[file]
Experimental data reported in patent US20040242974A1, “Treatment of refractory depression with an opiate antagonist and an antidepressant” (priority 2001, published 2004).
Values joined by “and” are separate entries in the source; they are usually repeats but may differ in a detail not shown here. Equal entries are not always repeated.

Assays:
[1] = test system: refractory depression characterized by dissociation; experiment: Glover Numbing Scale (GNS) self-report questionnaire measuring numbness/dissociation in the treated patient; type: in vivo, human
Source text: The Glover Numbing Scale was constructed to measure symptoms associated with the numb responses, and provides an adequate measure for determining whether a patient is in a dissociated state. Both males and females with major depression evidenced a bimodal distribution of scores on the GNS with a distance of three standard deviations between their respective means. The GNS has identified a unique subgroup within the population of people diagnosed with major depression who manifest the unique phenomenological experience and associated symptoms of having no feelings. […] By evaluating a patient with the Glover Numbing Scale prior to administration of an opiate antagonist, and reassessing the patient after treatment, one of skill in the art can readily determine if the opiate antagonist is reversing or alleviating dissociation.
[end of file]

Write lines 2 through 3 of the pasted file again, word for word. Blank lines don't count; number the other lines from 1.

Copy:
Values joined by “and” are separate entries in the source; they are usually repeats but may differ in a detail not shown here. Equal entries are not always repeated.

Assays: